+ *
+ * The end pointer will be returned in *end, if not NULL. If there is
+ * no fraction, the input can be decimal or hexadecimal; if there is a
+ * fraction, then the input must be decimal and there must be a suffix
+ * (possibly by @default_suffix) larger than Byte, and the fractional
+ * portion may suffer from precision loss or rounding. The input must
+ * be positive.
+ *
+ * Return -ERANGE on overflow (with *@end advanced), and -EINVAL on
+ * other error (with *@end left unchanged).
If we take patch 2 and 3, this contract should also be updated to
mention what we consider to be deprecated.
*/
static int do_strtosz(const char *nptr, const char **end,
const char default_suffix, int64_t unit,
@@ -253,40 +264,66 @@ static int do_strtosz(const char *nptr, const char **end,
int retval;
const char *endptr;
unsigned char c;
- int mul_required = 0;
- double val, mul, integral, fraction;
+ bool mul_required = false;
+ uint64_t val;
+ int64_t mul;
+ double fraction = 0.0;
- retval = qemu_strtod_finite(nptr, &endptr, &val);
+ /* Parse integral portion as decimal. */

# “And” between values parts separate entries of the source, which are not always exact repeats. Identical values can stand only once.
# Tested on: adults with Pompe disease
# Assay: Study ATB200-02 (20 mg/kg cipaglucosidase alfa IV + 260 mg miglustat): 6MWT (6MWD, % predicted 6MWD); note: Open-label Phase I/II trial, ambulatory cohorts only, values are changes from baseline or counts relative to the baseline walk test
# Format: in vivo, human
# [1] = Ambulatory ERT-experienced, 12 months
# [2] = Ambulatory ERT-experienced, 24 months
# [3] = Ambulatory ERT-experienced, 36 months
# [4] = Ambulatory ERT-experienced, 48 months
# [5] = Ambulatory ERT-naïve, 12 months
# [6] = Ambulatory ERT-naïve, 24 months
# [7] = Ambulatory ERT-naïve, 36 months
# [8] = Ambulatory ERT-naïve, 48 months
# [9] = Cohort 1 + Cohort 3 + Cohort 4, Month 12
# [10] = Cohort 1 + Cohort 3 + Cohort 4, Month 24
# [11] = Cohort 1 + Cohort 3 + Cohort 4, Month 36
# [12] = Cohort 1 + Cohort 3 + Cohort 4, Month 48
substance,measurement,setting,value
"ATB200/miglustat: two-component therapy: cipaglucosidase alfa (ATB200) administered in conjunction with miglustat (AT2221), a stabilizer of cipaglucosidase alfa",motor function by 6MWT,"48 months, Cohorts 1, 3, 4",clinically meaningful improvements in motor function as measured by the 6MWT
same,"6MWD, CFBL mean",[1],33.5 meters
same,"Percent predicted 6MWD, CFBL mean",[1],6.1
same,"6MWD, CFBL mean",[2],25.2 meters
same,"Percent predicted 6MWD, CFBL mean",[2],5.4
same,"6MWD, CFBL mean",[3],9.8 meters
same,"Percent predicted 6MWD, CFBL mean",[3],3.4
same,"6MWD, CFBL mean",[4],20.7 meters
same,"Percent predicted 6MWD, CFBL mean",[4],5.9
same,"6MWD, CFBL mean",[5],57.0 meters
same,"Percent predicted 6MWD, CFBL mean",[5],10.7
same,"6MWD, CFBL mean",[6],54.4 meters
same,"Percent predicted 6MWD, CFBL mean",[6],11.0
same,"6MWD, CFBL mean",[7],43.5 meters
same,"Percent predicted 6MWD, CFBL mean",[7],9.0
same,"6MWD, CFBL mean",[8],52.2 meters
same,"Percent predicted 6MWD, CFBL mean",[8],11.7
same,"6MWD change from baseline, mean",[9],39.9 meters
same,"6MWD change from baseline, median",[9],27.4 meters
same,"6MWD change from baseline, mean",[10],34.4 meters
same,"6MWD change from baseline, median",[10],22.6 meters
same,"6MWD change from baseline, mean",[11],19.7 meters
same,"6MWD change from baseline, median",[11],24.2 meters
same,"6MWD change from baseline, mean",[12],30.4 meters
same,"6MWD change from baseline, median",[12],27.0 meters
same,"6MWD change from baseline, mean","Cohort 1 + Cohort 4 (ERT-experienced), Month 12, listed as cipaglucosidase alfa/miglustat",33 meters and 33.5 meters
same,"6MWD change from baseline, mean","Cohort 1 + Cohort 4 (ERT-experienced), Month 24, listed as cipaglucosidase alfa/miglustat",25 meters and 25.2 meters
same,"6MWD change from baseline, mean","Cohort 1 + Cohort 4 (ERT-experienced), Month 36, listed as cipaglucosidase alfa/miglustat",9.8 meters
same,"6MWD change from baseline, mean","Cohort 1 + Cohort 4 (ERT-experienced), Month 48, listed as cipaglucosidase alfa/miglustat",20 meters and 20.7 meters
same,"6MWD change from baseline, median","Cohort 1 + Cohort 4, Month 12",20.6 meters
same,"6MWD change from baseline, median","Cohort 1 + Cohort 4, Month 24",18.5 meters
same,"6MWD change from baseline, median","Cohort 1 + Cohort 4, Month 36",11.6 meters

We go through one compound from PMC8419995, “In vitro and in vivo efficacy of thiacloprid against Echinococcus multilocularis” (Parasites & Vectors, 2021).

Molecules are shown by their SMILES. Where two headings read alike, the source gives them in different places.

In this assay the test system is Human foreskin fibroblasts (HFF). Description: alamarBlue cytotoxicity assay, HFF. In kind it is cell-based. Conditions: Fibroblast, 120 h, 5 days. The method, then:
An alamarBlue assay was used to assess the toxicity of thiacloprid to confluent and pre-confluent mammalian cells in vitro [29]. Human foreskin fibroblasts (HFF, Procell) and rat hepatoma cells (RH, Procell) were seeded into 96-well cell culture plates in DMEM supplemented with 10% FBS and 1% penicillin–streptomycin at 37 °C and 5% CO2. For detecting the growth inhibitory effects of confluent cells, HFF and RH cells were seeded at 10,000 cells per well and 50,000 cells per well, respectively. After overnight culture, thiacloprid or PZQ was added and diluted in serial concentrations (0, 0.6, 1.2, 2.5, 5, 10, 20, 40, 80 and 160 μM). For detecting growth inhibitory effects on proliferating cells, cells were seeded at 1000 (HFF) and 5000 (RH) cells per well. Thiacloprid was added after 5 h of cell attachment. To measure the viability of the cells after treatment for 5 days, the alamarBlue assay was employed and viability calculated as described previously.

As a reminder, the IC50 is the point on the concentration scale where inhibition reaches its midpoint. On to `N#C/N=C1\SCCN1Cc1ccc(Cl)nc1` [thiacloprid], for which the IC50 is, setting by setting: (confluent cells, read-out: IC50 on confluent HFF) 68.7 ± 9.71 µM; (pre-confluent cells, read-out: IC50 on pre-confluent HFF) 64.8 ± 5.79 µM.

+ retval = qemu_strtou64(nptr, &endptr, 10, &val);
if (retval) {
goto out;
}
- fraction = modf(val, &integral);
- if (fraction != 0) {
- mul_required = 1;
+ if (strchr(nptr, '-') != NULL) {
+ retval = -ERANGE;
+ goto out;
+ }
+ if (val == 0 && (*endptr == 'x' || *endptr == 'X')) {
+ /* Input looks like hex, reparse, and insist on no fraction. */
+ retval = qemu_strtou64(nptr, &endptr, 16, &val);
+ if (retval) {
+ goto out;
+ }
+ if (*endptr == '.') {
+ endptr = nptr;
+ retval = -EINVAL;
+ goto out;
+ }
+ } else if (*endptr == '.') {
+ /* Input is fractional, insist on 0 <= fraction < 1, with no exponent
*/
+ retval = qemu_strtod_finite(endptr, &endptr, &fraction);
+ if (retval) {
+ endptr = nptr;
+ goto out;
+ }
+ if (fraction >= 1.0 || memchr(nptr, 'e', endptr - nptr)
+ || memchr(nptr, 'E', endptr - nptr)) {
+ endptr = nptr;
+ retval = -EINVAL;
+ goto out;
+ }
+ if (fraction != 0) {
+ mul_required = true;
+ }
}
c = *endptr;
mul = suffix_mul(c, unit);
- if (mul >= 0) {
+ if (mul > 0) {
endptr++;
} else {
mul = suffix_mul(default_suffix, unit);
- assert(mul >= 0);
+ assert(mul > 0);
}
if (mul == 1 && mul_required) {
+ endptr = nptr;
retval = -EINVAL;
goto out;
}
- /*
- * Values near UINT64_MAX overflow to 2**64 when converting to double
- * precision. Compare against the maximum representable double precision
- * value below 2**64, computed as "the next value after 2**64 (0x1p64) in
- * the direction of 0".
- */
- if ((val * mul > nextafter(0x1p64, 0)) || val < 0) {
+ if (val > UINT64_MAX / mul) {
Hmm, do we care about:
15.9999999999999999999999999999E
where the fractional portion becomes large enough to actually bump our
sum below to 16E which indeed overflows? Then again, we rejected a
fraction of 1.0 above, and 0.9999999999999999999999999999 parses to 1.0
due to rounding.
Maybe it's just worth a good comment why the overflow check here works
without consulting fraction.